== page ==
Loss of ß2-spectrin prevents cardiomyocyte differentiation and heart development
Lim JA etc Cardiovascular Research,
ß2-Spectrin is an actin-binding protein that plays an important role in membrane integrity and the transforming growth factor (TGF)-ß signalling pathway as an adaptor for Smads. Loss of ß2-spectrin in mice (Spnb2-/-) results in embryonic lethality with gastrointestinal, liver, neural, and heart abnormalities that are similar to those in Smad2+/-Smad3+/- mice. However, to date, the role of ß2-spectrin in embryogenesis, particularly in heart development, has been poorly delineated. Here, we demonstrated that ß2-spectrin is required for the survival and differentiation of cardiomyocytes, and its loss resulted in defects in heart development with failure of ventricular wall thickening.
Methods and results
Disruption of ß2-spectrin in primary muscle cells not only inhibited TGF-ß/Smad signalling, but also reduced the expression of the cardiomyocyte differentiation markers Nkx2.5, dystrophin, and a-smooth muscle actin (a-SMA). Furthermore, cytoskeletal networks of dystrophin, F-actin, and a-SMA in cardiomyocytes were disorganized upon loss of ß2-spectrin. In addition, deletion of ß2-spectrin in mice (Spnb2tm1a/tm1a) prevented proper development of the heart in association with disintegration of dystrophin structure and markedly reduced survival.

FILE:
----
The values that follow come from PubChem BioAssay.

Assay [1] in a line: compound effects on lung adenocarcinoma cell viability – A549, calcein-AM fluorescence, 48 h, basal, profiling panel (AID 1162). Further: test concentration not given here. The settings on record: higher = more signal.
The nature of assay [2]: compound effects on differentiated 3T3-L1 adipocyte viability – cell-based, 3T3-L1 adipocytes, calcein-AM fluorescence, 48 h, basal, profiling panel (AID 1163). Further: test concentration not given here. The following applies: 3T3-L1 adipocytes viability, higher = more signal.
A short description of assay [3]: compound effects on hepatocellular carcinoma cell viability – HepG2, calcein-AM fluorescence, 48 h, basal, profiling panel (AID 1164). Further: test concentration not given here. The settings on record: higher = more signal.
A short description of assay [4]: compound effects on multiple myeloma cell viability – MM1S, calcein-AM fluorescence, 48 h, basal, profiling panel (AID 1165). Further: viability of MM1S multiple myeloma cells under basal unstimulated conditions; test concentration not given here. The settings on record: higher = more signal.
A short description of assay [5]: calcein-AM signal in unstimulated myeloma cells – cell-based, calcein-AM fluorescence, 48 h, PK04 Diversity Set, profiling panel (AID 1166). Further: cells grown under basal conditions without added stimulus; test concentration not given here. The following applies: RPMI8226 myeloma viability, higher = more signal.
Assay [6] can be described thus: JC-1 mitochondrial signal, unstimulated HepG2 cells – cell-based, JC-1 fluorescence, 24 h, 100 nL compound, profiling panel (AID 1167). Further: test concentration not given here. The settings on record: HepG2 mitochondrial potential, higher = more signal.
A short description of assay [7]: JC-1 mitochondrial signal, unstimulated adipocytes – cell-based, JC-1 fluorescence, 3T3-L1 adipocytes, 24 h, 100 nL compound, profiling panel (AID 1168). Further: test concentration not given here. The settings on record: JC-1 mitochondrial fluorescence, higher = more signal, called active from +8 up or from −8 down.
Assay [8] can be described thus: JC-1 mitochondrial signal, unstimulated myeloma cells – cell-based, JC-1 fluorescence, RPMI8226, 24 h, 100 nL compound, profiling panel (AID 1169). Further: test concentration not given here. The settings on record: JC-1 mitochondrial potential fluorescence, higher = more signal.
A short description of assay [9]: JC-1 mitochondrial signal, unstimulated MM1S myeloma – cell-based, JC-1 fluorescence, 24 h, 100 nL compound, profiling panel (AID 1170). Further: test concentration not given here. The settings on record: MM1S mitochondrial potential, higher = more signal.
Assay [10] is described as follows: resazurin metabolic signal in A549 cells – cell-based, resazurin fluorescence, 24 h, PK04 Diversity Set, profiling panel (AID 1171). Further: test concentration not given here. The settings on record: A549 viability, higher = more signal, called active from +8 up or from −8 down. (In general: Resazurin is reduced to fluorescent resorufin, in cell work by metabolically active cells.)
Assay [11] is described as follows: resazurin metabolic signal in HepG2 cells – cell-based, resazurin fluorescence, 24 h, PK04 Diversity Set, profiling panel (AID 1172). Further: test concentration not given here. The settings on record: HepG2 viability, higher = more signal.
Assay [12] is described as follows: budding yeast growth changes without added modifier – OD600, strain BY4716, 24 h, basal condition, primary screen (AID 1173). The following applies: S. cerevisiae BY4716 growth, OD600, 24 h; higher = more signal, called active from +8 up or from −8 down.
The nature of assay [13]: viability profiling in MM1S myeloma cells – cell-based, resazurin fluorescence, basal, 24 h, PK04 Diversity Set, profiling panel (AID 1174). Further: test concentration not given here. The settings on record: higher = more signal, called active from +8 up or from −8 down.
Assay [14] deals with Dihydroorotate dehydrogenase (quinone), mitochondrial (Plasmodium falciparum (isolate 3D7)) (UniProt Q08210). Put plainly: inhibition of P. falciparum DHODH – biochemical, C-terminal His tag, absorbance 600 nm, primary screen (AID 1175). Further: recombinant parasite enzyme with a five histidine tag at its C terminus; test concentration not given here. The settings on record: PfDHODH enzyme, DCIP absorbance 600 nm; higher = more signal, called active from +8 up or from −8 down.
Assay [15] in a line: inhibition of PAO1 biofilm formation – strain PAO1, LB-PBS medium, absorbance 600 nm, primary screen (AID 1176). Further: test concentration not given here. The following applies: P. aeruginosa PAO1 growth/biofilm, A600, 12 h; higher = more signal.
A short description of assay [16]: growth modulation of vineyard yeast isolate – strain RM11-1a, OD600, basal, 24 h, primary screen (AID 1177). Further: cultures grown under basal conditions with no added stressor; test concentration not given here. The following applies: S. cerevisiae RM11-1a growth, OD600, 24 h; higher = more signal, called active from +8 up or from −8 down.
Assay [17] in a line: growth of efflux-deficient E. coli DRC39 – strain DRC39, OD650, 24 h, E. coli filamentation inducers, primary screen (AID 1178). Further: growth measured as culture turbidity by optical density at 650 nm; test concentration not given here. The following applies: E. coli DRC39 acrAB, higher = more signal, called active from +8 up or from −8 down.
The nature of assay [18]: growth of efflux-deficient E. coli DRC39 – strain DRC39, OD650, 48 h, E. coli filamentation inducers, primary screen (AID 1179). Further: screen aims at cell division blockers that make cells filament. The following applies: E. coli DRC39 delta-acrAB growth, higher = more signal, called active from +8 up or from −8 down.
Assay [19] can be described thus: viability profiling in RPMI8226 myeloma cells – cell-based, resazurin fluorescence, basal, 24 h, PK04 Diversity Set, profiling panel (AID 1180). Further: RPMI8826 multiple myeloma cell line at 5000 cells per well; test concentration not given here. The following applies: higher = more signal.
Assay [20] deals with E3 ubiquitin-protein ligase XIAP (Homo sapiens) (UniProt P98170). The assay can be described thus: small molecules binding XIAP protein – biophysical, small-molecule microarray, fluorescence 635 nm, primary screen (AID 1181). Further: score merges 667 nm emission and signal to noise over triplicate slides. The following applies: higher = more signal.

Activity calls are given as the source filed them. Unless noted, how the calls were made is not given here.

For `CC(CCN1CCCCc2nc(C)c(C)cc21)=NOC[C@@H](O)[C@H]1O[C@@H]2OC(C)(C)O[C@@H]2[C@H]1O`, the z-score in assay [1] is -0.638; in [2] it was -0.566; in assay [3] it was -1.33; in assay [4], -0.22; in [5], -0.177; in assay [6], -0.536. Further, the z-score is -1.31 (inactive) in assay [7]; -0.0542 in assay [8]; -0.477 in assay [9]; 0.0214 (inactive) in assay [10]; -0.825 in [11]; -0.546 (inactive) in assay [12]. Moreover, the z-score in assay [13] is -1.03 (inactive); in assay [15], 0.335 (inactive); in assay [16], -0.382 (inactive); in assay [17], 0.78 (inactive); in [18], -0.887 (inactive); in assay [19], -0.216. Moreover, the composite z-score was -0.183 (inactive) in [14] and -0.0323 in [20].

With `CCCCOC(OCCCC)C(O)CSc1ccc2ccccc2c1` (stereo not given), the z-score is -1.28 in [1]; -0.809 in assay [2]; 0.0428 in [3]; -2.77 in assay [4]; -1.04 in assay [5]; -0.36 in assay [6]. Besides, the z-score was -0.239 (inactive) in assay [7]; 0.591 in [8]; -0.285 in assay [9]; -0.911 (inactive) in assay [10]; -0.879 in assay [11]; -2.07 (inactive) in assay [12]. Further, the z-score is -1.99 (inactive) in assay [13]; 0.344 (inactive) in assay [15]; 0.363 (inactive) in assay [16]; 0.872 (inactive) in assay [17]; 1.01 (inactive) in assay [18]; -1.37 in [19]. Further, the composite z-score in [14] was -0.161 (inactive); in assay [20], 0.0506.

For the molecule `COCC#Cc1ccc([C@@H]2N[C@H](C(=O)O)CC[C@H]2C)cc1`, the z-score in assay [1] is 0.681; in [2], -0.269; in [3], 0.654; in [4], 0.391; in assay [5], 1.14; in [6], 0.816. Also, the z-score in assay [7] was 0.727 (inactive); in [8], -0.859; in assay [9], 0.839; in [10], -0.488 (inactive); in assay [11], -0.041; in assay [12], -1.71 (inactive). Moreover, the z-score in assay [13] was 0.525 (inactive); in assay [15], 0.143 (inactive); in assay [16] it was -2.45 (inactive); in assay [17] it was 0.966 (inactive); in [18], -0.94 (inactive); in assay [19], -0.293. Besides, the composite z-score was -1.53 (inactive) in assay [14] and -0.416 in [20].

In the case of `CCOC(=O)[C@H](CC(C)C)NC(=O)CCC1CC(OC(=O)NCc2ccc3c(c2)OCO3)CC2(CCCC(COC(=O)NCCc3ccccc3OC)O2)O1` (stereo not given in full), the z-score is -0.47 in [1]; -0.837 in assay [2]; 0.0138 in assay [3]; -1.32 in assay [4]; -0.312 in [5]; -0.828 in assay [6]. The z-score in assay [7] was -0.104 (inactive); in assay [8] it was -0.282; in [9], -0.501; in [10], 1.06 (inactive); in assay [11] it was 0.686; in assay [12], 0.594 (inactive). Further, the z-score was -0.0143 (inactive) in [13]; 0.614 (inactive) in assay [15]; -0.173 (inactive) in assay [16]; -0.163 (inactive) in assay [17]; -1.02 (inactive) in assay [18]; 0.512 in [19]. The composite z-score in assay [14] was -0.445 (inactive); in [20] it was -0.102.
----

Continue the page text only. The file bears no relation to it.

These data suggest that ß2-spectrin deficiency leads to inactivation of TGF-ß/Smad signalling and contributes to dysregulation of the cell cycle, proliferation, differentiation, and the cytoskeletal network, and it leads to defective heart development. Our data demonstrate that ß2-spectrin is required for proper development of the heart and that disruption of ß2-spectrin is a potential underlying cause of congenital heart defects.